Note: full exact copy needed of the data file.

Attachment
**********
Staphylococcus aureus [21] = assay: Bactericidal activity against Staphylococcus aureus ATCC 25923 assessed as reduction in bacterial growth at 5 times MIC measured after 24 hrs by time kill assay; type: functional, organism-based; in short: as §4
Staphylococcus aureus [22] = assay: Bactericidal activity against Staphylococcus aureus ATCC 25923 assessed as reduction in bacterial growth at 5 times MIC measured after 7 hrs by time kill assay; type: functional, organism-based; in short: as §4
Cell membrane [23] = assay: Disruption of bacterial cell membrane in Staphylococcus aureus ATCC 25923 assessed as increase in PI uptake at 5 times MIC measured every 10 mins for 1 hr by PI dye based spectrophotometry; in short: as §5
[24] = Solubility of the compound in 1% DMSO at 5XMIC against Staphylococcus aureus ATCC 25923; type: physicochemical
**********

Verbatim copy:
Staphylococcus aureus [21] = assay: Bactericidal activity against Staphylococcus aureus ATCC 25923 assessed as reduction in bacterial growth at 5 times MIC measured after 24 hrs by time kill assay; type: functional, organism-based; in short: as §4
Staphylococcus aureus [22] = assay: Bactericidal activity against Staphylococcus aureus ATCC 25923 assessed as reduction in bacterial growth at 5 times MIC measured after 7 hrs by time kill assay; type: functional, organism-based; in short: as §4
Cell membrane [23] = assay: Disruption of bacterial cell membrane in Staphylococcus aureus ATCC 25923 assessed as increase in PI uptake at 5 times MIC measured every 10 mins for 1 hr by PI dye based spectrophotometry; in short: as §5
[24] = Solubility of the compound in 1% DMSO at 5XMIC against Staphylococcus aureus ATCC 25923; type: physicochemical